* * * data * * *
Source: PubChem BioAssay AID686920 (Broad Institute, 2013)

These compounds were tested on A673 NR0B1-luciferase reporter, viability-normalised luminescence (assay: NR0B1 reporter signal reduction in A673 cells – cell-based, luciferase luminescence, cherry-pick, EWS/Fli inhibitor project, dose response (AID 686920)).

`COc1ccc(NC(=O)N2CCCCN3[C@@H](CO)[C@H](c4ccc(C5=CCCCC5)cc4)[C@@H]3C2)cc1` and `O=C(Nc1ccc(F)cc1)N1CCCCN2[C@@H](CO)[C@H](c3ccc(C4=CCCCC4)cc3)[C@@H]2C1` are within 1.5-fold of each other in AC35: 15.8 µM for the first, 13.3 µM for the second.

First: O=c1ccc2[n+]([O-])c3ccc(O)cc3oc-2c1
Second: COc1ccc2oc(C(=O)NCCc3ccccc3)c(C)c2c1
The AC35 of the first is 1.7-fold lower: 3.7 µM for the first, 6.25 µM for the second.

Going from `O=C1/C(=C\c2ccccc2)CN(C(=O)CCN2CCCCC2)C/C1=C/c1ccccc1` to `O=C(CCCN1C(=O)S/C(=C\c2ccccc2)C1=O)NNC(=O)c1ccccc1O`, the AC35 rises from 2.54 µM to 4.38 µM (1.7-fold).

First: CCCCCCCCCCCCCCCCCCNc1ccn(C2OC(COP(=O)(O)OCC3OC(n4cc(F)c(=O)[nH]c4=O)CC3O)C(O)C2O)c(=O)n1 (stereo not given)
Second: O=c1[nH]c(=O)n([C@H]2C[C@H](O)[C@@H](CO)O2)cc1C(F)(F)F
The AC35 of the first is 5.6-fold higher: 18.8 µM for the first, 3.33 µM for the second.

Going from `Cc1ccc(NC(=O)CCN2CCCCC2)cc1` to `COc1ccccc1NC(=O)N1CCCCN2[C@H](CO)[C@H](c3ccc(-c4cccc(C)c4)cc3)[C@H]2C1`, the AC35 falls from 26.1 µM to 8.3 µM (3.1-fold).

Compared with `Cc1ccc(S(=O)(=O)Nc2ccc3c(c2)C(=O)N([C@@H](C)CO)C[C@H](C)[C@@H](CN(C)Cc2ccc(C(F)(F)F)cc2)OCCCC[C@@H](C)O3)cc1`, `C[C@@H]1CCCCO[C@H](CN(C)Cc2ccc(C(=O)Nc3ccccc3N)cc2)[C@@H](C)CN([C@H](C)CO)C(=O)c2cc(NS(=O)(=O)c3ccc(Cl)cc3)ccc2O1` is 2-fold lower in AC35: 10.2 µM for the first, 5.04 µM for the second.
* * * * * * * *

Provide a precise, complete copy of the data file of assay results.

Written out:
Source: PubChem BioAssay AID686920 (Broad Institute, 2013)

These compounds were tested on A673 NR0B1-luciferase reporter, viability-normalised luminescence (assay: NR0B1 reporter signal reduction in A673 cells – cell-based, luciferase luminescence, cherry-pick, EWS/Fli inhibitor project, dose response (AID 686920)).

`COc1ccc(NC(=O)N2CCCCN3[C@@H](CO)[C@H](c4ccc(C5=CCCCC5)cc4)[C@@H]3C2)cc1` and `O=C(Nc1ccc(F)cc1)N1CCCCN2[C@@H](CO)[C@H](c3ccc(C4=CCCCC4)cc3)[C@@H]2C1` are within 1.5-fold of each other in AC35: 15.8 µM for the first, 13.3 µM for the second.

First: O=c1ccc2[n+]([O-])c3ccc(O)cc3oc-2c1
Second: COc1ccc2oc(C(=O)NCCc3ccccc3)c(C)c2c1
The AC35 of the first is 1.7-fold lower: 3.7 µM for the first, 6.25 µM for the second.

Going from `O=C1/C(=C\c2ccccc2)CN(C(=O)CCN2CCCCC2)C/C1=C/c1ccccc1` to `O=C(CCCN1C(=O)S/C(=C\c2ccccc2)C1=O)NNC(=O)c1ccccc1O`, the AC35 rises from 2.54 µM to 4.38 µM (1.7-fold).

First: CCCCCCCCCCCCCCCCCCNc1ccn(C2OC(COP(=O)(O)OCC3OC(n4cc(F)c(=O)[nH]c4=O)CC3O)C(O)C2O)c(=O)n1 (stereo not given)
Second: O=c1[nH]c(=O)n([C@H]2C[C@H](O)[C@@H](CO)O2)cc1C(F)(F)F
The AC35 of the first is 5.6-fold higher: 18.8 µM for the first, 3.33 µM for the second.

Going from `Cc1ccc(NC(=O)CCN2CCCCC2)cc1` to `COc1ccccc1NC(=O)N1CCCCN2[C@H](CO)[C@H](c3ccc(-c4cccc(C)c4)cc3)[C@H]2C1`, the AC35 falls from 26.1 µM to 8.3 µM (3.1-fold).

Compared with `Cc1ccc(S(=O)(=O)Nc2ccc3c(c2)C(=O)N([C@@H](C)CO)C[C@H](C)[C@@H](CN(C)Cc2ccc(C(F)(F)F)cc2)OCCCC[C@@H](C)O3)cc1`, `C[C@@H]1CCCCO[C@H](CN(C)Cc2ccc(C(=O)Nc3ccccc3N)cc2)[C@@H](C)CN([C@H](C)CO)C(=O)c2cc(NS(=O)(=O)c3ccc(Cl)cc3)ccc2O1` is 2-fold lower in AC35: 10.2 µM for the first, 5.04 µM for the second.